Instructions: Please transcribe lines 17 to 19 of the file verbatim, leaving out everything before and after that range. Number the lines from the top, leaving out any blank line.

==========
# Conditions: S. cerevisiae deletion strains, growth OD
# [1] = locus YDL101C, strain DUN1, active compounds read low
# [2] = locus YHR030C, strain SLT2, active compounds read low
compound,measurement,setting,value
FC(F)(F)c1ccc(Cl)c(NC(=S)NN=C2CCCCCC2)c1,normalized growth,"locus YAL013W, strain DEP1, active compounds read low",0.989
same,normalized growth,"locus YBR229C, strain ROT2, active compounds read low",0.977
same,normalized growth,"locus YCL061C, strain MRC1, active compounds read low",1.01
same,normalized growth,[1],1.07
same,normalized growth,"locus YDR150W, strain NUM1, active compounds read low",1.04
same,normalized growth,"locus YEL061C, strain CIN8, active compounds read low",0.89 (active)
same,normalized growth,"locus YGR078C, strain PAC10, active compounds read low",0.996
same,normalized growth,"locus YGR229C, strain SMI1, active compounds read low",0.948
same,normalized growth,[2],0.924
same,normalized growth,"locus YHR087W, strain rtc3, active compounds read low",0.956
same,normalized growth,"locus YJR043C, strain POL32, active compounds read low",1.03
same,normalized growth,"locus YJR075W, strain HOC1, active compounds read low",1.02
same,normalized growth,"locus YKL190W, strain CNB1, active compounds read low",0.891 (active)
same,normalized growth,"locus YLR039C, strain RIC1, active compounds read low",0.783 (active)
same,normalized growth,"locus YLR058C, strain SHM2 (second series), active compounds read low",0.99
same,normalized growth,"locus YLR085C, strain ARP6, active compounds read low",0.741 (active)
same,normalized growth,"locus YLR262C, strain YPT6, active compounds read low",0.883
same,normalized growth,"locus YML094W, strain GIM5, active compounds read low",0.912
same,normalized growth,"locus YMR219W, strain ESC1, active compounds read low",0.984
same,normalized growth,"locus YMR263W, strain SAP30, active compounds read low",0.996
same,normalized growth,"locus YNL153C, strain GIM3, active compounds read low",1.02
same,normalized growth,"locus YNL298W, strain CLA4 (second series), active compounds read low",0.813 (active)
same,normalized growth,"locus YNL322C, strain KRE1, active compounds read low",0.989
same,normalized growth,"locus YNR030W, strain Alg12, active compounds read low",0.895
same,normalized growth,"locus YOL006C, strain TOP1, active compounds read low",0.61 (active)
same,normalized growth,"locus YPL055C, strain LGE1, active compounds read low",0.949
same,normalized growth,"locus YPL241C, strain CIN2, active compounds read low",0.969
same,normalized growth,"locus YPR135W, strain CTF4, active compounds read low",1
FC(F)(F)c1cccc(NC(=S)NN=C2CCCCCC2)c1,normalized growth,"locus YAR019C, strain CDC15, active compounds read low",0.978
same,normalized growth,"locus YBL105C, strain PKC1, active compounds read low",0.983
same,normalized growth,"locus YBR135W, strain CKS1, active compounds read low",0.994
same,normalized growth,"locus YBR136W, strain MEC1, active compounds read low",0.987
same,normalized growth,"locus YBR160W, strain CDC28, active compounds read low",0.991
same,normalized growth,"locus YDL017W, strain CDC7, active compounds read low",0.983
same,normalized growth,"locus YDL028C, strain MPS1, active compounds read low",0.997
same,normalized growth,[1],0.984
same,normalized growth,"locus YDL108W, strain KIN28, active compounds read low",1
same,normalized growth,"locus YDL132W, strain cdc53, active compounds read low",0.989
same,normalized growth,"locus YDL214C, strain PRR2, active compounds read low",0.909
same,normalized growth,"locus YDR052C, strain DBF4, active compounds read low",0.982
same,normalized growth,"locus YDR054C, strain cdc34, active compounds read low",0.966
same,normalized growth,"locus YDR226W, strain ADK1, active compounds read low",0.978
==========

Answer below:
same,normalized growth,"locus YKL190W, strain CNB1, active compounds read low",0.891 (active)
same,normalized growth,"locus YLR039C, strain RIC1, active compounds read low",0.783 (active)
same,normalized growth,"locus YLR058C, strain SHM2 (second series), active compounds read low",0.99